In developing a strategy for the preparation of an enzymatic activity, it is useful to consider two factors. The first is the choice or selection of the biological samples to be used as the starting point for the purification. These samples will clearly differ in terms of their complexity, and this complexity can be used to subdivide the samples into groups.

In the first group are samples that are rather complex not only because they consist of many different cell types but also because they have an extracellular compartment. Such samples include organs, tissues, biological fluids, and microbial cells, together with any other unicellular organisms grown in a culture medium or fermentation broth. For these samples, the initial step is the separation of the cellular from the noncellular compartment. Next, the different cell types within the cellular compartment must be separated, and this set of homogeneous populations of each type of cell becomes the starting point for samples in the second group. With such cells, activities at the cell surface can be directly assayed or the cells can be lysed, providing accessibility to the activities in intracellular organelles and on cytoplasmic fragments.

The samples in the third group are the subcellular fragments liberated by lysis. These include organelles such as mitochondria, as well as those operationally defined as a "membrane fraction" or a fraction containing "soluble components." The initial steps involving samples in this group include the separation of organelles from each other, the separation of insoluble from soluble fractions, and the solubilization of membrane samples or the fractionation and separation of one molecular species from another. Since the strategy developed for purification depends on the choice of starting material, this chapter outlines some of the problems associated with obtaining activities from samples in each group. In addition, we offer solutions to these problems.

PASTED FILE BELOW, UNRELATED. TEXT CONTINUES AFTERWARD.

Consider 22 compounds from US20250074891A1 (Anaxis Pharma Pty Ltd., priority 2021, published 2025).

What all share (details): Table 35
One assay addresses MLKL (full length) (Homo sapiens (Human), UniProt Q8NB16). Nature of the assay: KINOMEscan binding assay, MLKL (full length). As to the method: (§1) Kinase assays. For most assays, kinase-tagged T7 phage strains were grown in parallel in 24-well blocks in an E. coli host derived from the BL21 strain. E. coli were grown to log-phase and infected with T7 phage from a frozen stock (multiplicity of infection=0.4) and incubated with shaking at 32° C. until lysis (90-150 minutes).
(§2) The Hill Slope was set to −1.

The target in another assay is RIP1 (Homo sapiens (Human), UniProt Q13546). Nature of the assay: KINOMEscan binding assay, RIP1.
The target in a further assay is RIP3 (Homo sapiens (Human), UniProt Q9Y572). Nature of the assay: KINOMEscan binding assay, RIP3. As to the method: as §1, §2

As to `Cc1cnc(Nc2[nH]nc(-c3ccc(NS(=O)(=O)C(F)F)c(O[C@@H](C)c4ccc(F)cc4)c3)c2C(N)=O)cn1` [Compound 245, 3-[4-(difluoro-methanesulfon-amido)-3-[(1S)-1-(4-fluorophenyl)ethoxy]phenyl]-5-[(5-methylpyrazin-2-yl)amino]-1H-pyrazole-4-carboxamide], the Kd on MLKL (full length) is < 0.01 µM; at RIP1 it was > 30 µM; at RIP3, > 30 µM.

There is a second consideration involved in the development of a purification strategy. Derived in part from the first, this consideration relates to the question: To what extent should the activity be purified? The traditional end point of any purification scheme would be a homogeneous protein, given the original demonstration that an enzymatic activity was associated with a single protein molecule. Thus, the question may appear to have only one answer. Several considerations can be used to justify this as the end point of the purification, the most important of which relates to the difficulties associated with the assay of the activity when the preparation is not homogeneous (e.g., when the enzyme remains in a preparation that contains many proteins and many enzymes).

The development of the HPLC method to assay enzyme activities has made it considerably easier to assay a single activity in the presence of others. Thus, attempts to obtain a pure protein during the purification procedure may not be necessary. Since the advent of HPLC to assay enzyme activities, it is possible to stop the purification at a much earlier stage and still assay for a single enzymatic activity. In fact, for some studies, it is even advantageous to assay the activity of interest in the presence of other activities.

Finally, this chapter discusses the use of HPLC itself as an aid in the purification of an enzyme activity. Applications are not restricted to the final stages of a purification. Its use of small sample volumes, its sensitivity, and its speed of separation make HPLC an ideal analytical tool to monitor the efficiency of other steps and procedures that are used during a purification.

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